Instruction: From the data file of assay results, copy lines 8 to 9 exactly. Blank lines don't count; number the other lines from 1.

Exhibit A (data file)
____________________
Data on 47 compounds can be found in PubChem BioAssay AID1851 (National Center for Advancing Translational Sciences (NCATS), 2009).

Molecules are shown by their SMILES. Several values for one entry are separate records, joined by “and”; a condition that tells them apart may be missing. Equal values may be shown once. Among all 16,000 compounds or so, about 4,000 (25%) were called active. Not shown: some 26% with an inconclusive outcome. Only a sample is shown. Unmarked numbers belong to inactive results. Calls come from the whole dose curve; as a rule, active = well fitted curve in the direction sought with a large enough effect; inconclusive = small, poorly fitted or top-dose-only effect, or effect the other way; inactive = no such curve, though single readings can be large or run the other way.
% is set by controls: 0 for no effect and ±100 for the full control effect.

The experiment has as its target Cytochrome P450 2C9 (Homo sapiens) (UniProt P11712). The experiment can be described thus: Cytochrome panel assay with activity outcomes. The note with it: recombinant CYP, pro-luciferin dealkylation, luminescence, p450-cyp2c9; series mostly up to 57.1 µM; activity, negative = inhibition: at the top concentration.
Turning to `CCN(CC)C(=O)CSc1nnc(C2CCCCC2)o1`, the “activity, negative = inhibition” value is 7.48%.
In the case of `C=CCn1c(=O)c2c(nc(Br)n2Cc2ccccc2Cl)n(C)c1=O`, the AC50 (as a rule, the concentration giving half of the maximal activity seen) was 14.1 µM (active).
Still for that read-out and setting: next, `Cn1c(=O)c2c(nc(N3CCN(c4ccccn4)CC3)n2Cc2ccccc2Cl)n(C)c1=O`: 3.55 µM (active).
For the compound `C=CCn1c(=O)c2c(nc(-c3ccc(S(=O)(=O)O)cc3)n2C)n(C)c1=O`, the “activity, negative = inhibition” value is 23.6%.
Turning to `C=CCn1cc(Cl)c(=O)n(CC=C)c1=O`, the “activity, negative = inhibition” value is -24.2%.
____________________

For the compound `C=CCn1c(=O)c2c(nc(-c3ccc(S(=O)(=O)O)cc3)n2C)n(C)c1=O`, the “activity, negative = inhibition” value is 23.6%.
Turning to `C=CCn1cc(Cl)c(=O)n(CC=C)c1=O`, the “activity, negative = inhibition” value is -24.2%.